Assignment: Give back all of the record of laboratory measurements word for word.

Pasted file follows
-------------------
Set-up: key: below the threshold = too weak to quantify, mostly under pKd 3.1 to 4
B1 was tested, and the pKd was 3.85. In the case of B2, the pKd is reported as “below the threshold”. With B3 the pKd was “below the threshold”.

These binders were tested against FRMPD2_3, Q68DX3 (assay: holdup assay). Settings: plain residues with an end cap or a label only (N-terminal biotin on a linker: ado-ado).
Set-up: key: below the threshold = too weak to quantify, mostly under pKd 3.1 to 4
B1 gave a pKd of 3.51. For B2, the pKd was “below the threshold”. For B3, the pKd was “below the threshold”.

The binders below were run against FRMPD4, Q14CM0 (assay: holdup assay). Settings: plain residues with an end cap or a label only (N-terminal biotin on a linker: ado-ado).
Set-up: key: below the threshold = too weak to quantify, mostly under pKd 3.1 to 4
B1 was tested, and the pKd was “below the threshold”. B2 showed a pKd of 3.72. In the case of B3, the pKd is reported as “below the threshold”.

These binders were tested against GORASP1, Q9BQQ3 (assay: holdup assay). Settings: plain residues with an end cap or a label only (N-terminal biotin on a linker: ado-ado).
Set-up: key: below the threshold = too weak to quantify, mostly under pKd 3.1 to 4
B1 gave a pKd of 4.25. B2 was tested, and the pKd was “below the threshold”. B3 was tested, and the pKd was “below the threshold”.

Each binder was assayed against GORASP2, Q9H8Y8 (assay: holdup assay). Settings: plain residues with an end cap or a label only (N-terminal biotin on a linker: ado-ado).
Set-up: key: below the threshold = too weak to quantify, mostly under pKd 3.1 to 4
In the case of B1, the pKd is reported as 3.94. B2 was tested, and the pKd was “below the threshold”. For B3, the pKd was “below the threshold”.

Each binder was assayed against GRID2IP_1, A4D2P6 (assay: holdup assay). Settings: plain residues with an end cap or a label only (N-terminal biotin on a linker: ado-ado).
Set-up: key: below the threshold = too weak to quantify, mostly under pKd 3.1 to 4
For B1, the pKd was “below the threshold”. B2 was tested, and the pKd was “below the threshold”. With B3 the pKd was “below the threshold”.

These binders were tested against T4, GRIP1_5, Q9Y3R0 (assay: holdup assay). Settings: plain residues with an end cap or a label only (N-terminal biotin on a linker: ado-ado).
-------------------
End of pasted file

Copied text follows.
Set-up: key: below the threshold = too weak to quantify, mostly under pKd 3.1 to 4
B1 was tested, and the pKd was 3.85. In the case of B2, the pKd is reported as “below the threshold”. With B3 the pKd was “below the threshold”.

These binders were tested against FRMPD2_3, Q68DX3 (assay: holdup assay). Settings: plain residues with an end cap or a label only (N-terminal biotin on a linker: ado-ado).
Set-up: key: below the threshold = too weak to quantify, mostly under pKd 3.1 to 4
B1 gave a pKd of 3.51. For B2, the pKd was “below the threshold”. For B3, the pKd was “below the threshold”.

The binders below were run against FRMPD4, Q14CM0 (assay: holdup assay). Settings: plain residues with an end cap or a label only (N-terminal biotin on a linker: ado-ado).
Set-up: key: below the threshold = too weak to quantify, mostly under pKd 3.1 to 4
B1 was tested, and the pKd was “below the threshold”. B2 showed a pKd of 3.72. In the case of B3, the pKd is reported as “below the threshold”.

These binders were tested against GORASP1, Q9BQQ3 (assay: holdup assay). Settings: plain residues with an end cap or a label only (N-terminal biotin on a linker: ado-ado).
Set-up: key: below the threshold = too weak to quantify, mostly under pKd 3.1 to 4
B1 gave a pKd of 4.25. B2 was tested, and the pKd was “below the threshold”. B3 was tested, and the pKd was “below the threshold”.

Each binder was assayed against GORASP2, Q9H8Y8 (assay: holdup assay). Settings: plain residues with an end cap or a label only (N-terminal biotin on a linker: ado-ado).
Set-up: key: below the threshold = too weak to quantify, mostly under pKd 3.1 to 4
In the case of B1, the pKd is reported as 3.94. B2 was tested, and the pKd was “below the threshold”. For B3, the pKd was “below the threshold”.

Each binder was assayed against GRID2IP_1, A4D2P6 (assay: holdup assay). Settings: plain residues with an end cap or a label only (N-terminal biotin on a linker: ado-ado).
Set-up: key: below the threshold = too weak to quantify, mostly under pKd 3.1 to 4
For B1, the pKd was “below the threshold”. B2 was tested, and the pKd was “below the threshold”. With B3 the pKd was “below the threshold”.

These binders were tested against T4, GRIP1_5, Q9Y3R0 (assay: holdup assay). Settings: plain residues with an end cap or a label only (N-terminal biotin on a linker: ado-ado).